This is a good honest Winchester 1873 saddle ring carbine in 44-40. Serial number is in the 439,000 range. Made in 1892. Standard configuration with 20" round barrel, full magazine, semi-crescent buttplate w/trapdoor, saddle ring, and ladder sights. These 73 carbines are somewhat synonymous with the American West as their were a working man's gun and designed to be carried on a horse. Fewer were made and most show evidence of having lived a very hard life. This one shows use but it looks like it was well looked after. It even came with a little story...not much but interesting and compelling given the look and wear to the gun. We recently got this one from a long-time Winchester collector from Iowa who owned it for the past decade. Ten years ago, he purchased the carbine from another collector who claimed to have got it directly from a Montana cowboy in 1960. The previous owner relayed the following: "He said he bought it right out of the man's scabbard off his horse." Given the silvery appearance to the metal without much patina, it certainly seems plausible this was still in use as recently as 1960. Also note the older leather lariat wrapped around the saddle ring. This kept the ring from rattling during use and could be tied to a scabbard.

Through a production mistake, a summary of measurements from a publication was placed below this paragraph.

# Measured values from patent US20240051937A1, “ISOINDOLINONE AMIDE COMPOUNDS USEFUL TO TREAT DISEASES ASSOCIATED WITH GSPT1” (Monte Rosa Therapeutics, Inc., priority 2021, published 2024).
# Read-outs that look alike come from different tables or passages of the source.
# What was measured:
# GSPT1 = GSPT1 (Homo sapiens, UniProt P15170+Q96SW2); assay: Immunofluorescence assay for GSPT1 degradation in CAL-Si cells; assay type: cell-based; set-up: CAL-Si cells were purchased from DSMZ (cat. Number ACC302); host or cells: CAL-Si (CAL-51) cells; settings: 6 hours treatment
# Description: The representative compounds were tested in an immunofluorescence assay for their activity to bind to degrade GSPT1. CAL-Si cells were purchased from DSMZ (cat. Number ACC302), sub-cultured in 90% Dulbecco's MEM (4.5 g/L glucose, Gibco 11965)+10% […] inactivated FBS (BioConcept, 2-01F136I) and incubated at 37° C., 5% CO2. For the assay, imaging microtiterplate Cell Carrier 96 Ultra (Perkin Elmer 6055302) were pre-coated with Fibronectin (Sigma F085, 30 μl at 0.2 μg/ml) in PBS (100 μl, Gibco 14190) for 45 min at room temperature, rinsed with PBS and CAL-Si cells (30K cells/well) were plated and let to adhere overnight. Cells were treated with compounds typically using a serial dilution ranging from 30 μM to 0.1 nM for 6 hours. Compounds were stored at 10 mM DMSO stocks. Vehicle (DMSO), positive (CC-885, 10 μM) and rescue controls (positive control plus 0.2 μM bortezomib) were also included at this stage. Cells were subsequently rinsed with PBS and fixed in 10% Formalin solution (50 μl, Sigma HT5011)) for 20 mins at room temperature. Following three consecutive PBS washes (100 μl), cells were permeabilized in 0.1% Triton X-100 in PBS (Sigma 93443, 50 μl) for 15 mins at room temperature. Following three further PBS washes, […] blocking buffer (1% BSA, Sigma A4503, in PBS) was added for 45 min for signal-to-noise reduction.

Overall condition is NRA Antique Good+ to Very Good. The metal has good edges and great markings with a nice silvery worn appearance and traces of original blue in protected areas. Most of the blue resides around the edges of the sideplates, and down in the flares at the front and back of the frame. Metal is smooth and not pitted. One ding at the bottom edge of the left sideplate. The hammer and lever show a surprising amount of washed out nickelly remnants of the original case colors. Hammer has about 70% overall and I'd estimate 20% still on the lever. Hammer has the Victorian-era decorative dipped border pattern around the checkering. Good+ screws overall...most are quite nice and all are 100% serviceable. Two line barrel address is clear with Winchester name and both 1860 and 1866 patent dates. The caliber is marked in front of the frame "44 W.C.F." and a slightly worn "44 CAL" in script is located on the brass gunmetal loading block. The wood is in good+ to VG condition...very consistent with the metal. Its very solid with good wood to metal fit showing some scabbard wear on the forend but not under-sized. Interestingly enough, there is some slight weathering and a few more nicks right at the back of the stock near the buttplate where it would have protruded from a scabbard. Nice working action and a fine bore that is still fairly bright with strong rifling. This is a great carbine that looks like it provided many decades of dependable service working well into the 20th century.